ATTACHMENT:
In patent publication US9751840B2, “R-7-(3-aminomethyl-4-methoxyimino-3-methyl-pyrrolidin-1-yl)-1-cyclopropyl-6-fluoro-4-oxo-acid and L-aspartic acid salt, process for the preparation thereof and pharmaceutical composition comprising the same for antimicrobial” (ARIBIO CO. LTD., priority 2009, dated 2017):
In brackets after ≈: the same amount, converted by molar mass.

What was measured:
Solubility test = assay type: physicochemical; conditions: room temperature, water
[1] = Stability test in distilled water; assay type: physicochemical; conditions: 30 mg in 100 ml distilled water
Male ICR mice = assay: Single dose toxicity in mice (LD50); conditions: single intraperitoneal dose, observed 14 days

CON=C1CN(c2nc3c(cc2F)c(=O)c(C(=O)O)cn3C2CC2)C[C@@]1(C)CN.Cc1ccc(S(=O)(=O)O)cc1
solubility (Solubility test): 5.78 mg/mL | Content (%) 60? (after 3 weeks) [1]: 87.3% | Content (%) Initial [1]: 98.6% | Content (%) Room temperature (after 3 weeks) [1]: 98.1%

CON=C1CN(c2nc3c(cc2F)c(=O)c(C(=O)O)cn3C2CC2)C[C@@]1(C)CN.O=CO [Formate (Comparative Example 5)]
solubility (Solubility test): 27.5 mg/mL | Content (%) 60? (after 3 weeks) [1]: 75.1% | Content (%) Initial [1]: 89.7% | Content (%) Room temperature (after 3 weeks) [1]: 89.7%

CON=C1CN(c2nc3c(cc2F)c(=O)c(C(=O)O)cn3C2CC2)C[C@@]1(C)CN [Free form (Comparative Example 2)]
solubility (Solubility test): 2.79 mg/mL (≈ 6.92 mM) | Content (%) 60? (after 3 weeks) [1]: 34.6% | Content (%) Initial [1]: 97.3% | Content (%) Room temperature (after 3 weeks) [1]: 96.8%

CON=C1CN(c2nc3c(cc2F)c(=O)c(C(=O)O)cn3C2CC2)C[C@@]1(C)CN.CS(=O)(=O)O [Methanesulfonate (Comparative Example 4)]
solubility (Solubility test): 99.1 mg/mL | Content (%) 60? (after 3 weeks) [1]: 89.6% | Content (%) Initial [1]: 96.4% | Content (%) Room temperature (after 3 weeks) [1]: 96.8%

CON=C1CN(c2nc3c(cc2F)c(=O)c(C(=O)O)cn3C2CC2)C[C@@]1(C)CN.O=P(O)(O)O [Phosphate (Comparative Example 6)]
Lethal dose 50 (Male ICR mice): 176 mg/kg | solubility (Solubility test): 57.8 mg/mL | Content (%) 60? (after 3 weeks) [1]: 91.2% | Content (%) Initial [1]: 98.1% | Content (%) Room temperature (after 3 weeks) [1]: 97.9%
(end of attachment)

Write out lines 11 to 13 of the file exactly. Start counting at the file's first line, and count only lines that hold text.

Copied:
CON=C1CN(c2nc3c(cc2F)c(=O)c(C(=O)O)cn3C2CC2)C[C@@]1(C)CN [Free form (Comparative Example 2)]
solubility (Solubility test): 2.79 mg/mL (≈ 6.92 mM) | Content (%) 60? (after 3 weeks) [1]: 34.6% | Content (%) Initial [1]: 97.3% | Content (%) Room temperature (after 3 weeks) [1]: 96.8%

CON=C1CN(c2nc3c(cc2F)c(=O)c(C(=O)O)cn3C2CC2)C[C@@]1(C)CN.CS(=O)(=O)O [Methanesulfonate (Comparative Example 4)]